Not Just a Pretty Scent: The Many Benefits of Lavender
Summer’s a great time to shake up old health and beauty routines and find new uses for old standbys. An old workhorse of the beauty aisle, lavender is better known as the ubiquitous scent found in skin care products, soaps and fragrances. But lavender boasts many benefits beyond the beauty routine; the herb is also touted for its healing power and unique flavor, earning it a spot next to other super botanicals, such as coconut, jasmine and aloe vera. Whether it’s fresh or an essential oil, lavender is incredibly useful to have in the home. Here are some of lavender’s many benefits:
Lavender's medicinal benefits have existed for thousands of year — if it was reportedly good enough for Cleopatra lord knows we all can get into it. The herb features antibacterial, antiviral and anti-inflammatory properties and can be used to treat a range of ailments, such as those that affect the skin, digestion and mental health. But that's just a start. Lavender is a pretty powerful botanical that aids in a number of conditions like:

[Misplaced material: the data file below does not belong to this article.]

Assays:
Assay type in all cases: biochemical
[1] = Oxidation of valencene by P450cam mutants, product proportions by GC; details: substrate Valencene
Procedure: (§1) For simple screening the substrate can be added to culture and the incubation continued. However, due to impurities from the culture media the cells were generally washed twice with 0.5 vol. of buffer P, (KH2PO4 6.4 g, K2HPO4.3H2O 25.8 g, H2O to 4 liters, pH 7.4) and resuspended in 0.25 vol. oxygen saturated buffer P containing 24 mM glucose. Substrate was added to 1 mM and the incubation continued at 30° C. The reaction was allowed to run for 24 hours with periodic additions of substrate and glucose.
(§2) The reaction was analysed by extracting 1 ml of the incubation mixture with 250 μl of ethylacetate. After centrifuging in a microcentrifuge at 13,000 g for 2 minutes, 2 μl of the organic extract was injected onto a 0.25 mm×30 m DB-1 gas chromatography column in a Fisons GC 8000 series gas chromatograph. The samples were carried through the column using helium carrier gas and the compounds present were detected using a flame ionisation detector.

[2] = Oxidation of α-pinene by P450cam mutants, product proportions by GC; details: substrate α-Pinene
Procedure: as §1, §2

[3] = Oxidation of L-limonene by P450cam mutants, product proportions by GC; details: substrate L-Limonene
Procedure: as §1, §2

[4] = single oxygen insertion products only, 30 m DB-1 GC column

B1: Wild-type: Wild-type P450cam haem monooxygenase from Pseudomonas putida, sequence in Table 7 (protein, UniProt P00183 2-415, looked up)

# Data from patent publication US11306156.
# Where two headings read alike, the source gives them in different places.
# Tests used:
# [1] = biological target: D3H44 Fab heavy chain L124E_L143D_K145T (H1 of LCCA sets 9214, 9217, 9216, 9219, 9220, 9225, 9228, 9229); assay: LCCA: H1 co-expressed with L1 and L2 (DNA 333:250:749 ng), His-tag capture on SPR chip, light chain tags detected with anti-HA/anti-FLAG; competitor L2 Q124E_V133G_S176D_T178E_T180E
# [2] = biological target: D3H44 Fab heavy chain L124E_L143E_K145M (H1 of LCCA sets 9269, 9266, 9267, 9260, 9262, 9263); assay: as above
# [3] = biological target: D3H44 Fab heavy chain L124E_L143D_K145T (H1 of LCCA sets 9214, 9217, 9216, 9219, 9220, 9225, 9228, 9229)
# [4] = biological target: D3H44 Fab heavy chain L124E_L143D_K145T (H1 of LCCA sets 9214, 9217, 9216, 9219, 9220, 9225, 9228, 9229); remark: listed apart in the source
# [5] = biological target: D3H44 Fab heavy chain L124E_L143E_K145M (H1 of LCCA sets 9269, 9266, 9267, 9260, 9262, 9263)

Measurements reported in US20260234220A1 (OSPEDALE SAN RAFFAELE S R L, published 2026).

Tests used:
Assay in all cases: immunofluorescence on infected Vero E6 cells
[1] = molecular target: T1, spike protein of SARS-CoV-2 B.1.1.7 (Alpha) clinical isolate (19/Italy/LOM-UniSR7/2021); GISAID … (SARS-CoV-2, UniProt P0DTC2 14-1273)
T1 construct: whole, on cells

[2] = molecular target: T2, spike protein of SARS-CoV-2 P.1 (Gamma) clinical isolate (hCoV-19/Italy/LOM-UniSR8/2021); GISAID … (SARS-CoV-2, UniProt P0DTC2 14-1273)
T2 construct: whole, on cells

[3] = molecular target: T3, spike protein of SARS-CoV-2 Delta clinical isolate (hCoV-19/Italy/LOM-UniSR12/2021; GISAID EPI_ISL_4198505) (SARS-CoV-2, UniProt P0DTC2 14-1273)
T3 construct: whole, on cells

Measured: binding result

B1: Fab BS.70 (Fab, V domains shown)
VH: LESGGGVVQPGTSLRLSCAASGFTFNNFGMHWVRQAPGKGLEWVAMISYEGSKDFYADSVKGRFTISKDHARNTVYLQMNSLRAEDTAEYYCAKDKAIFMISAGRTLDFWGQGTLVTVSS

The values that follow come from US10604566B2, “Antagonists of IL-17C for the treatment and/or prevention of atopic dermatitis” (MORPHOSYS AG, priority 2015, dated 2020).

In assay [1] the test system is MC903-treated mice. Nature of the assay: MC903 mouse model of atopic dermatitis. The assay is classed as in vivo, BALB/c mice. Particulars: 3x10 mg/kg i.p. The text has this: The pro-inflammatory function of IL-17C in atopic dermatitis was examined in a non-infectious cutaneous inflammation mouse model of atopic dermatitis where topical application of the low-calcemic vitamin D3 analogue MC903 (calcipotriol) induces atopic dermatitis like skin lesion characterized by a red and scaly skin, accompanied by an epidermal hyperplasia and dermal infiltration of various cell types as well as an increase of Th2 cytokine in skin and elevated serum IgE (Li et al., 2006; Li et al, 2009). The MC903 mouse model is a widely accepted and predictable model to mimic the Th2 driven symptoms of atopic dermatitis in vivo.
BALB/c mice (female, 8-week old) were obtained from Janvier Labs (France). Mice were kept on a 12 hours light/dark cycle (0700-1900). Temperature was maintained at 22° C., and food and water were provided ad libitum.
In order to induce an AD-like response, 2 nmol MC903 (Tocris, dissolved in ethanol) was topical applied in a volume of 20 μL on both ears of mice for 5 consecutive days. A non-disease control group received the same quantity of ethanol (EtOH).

scrapes and skin irritations (e.g. eczema, acne)
Now before you go bury your face in fresh lavender or start to liberally apply lavender oil to the skin, remember; too much of a good thing can be bad. Although lavender’s medicinal benefits seem abundant, it is always recommended to consult a physician before adding anything new to a treatment program, especially if you’re pregnant or nursing.
If 90 percent of what is perceived as taste is actually smell, then it’s no surprise that someone in the course of history was curious to see if lavender tasted as good as it smelled. Lucky for them (and us!) lavender is edible and acts as a wonderful flavor enhancer. Culinary experts have been creating innovative dishes with this unique ingredient for some time, adding lavender to desserts, cocktails and dressings, among other dishes. Feeling adventurous, make shortbread cookies with lavender-infused sugar, sweeten tea with lavender-infused honey, or indulge a sweet tooth with lavender-infused milk chocolate. Just remember to add lavender favoring sparingly, otherwise the dish could taste like potpourri – and honestly, do you want to eat potpourri?!
As you begin planting this year’s garden, why not find space among the veggies for this hearty, well-rounded plant? If the sheer aroma isn’t enough to convince you, than we hope the many benefits mentioned above have you heading to the nearest farmer’s market for a flat of lavender seedlings. Whether you’re reaching for the medicine cabinet, seasoning your favorite dish or freshening your home, you'll thank us after infusing a little lavender into your life.